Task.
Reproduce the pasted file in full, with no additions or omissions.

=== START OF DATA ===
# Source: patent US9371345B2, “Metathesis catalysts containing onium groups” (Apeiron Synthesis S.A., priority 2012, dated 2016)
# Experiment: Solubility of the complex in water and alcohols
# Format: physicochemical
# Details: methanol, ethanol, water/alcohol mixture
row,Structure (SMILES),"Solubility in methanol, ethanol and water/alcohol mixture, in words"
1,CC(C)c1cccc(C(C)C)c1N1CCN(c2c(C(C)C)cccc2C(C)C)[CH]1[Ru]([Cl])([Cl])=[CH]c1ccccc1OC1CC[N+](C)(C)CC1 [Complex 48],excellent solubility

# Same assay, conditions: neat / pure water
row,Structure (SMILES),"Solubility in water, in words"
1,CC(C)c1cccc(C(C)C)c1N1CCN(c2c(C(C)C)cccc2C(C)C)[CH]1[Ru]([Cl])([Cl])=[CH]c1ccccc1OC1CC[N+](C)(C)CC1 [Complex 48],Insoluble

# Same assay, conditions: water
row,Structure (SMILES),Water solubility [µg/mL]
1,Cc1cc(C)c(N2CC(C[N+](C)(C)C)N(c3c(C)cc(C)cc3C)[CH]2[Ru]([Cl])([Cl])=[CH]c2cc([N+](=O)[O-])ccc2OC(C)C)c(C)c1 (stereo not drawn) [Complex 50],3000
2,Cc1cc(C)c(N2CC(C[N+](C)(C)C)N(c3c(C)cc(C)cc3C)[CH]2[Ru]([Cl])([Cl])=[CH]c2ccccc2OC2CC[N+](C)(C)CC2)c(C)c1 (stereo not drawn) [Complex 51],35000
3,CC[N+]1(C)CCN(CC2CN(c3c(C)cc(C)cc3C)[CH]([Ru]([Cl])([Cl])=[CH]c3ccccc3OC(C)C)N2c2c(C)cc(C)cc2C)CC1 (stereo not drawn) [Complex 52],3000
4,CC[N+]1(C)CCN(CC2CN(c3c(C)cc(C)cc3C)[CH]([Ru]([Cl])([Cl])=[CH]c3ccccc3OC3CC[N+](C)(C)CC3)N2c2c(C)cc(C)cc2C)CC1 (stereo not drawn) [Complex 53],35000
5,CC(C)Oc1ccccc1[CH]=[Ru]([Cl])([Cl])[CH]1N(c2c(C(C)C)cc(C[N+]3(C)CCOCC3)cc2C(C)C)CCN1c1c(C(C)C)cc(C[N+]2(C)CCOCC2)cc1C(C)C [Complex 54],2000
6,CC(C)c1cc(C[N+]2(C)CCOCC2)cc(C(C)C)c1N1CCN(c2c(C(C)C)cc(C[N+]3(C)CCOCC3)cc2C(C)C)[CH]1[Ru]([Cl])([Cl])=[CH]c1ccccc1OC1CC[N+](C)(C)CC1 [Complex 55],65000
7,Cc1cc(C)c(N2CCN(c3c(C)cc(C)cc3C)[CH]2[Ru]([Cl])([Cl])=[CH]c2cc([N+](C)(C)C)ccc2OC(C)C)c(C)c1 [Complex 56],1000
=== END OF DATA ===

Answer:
# Source: patent US9371345B2, “Metathesis catalysts containing onium groups” (Apeiron Synthesis S.A., priority 2012, dated 2016)
# Experiment: Solubility of the complex in water and alcohols
# Format: physicochemical
# Details: methanol, ethanol, water/alcohol mixture
row,Structure (SMILES),"Solubility in methanol, ethanol and water/alcohol mixture, in words"
1,CC(C)c1cccc(C(C)C)c1N1CCN(c2c(C(C)C)cccc2C(C)C)[CH]1[Ru]([Cl])([Cl])=[CH]c1ccccc1OC1CC[N+](C)(C)CC1 [Complex 48],excellent solubility

# Same assay, conditions: neat / pure water
row,Structure (SMILES),"Solubility in water, in words"
1,CC(C)c1cccc(C(C)C)c1N1CCN(c2c(C(C)C)cccc2C(C)C)[CH]1[Ru]([Cl])([Cl])=[CH]c1ccccc1OC1CC[N+](C)(C)CC1 [Complex 48],Insoluble

# Same assay, conditions: water
row,Structure (SMILES),Water solubility [µg/mL]
1,Cc1cc(C)c(N2CC(C[N+](C)(C)C)N(c3c(C)cc(C)cc3C)[CH]2[Ru]([Cl])([Cl])=[CH]c2cc([N+](=O)[O-])ccc2OC(C)C)c(C)c1 (stereo not drawn) [Complex 50],3000
2,Cc1cc(C)c(N2CC(C[N+](C)(C)C)N(c3c(C)cc(C)cc3C)[CH]2[Ru]([Cl])([Cl])=[CH]c2ccccc2OC2CC[N+](C)(C)CC2)c(C)c1 (stereo not drawn) [Complex 51],35000
3,CC[N+]1(C)CCN(CC2CN(c3c(C)cc(C)cc3C)[CH]([Ru]([Cl])([Cl])=[CH]c3ccccc3OC(C)C)N2c2c(C)cc(C)cc2C)CC1 (stereo not drawn) [Complex 52],3000
4,CC[N+]1(C)CCN(CC2CN(c3c(C)cc(C)cc3C)[CH]([Ru]([Cl])([Cl])=[CH]c3ccccc3OC3CC[N+](C)(C)CC3)N2c2c(C)cc(C)cc2C)CC1 (stereo not drawn) [Complex 53],35000
5,CC(C)Oc1ccccc1[CH]=[Ru]([Cl])([Cl])[CH]1N(c2c(C(C)C)cc(C[N+]3(C)CCOCC3)cc2C(C)C)CCN1c1c(C(C)C)cc(C[N+]2(C)CCOCC2)cc1C(C)C [Complex 54],2000
6,CC(C)c1cc(C[N+]2(C)CCOCC2)cc(C(C)C)c1N1CCN(c2c(C(C)C)cc(C[N+]3(C)CCOCC3)cc2C(C)C)[CH]1[Ru]([Cl])([Cl])=[CH]c1ccccc1OC1CC[N+](C)(C)CC1 [Complex 55],65000
7,Cc1cc(C)c(N2CCN(c3c(C)cc(C)cc3C)[CH]2[Ru]([Cl])([Cl])=[CH]c2cc([N+](C)(C)C)ccc2OC(C)C)c(C)c1 [Complex 56],1000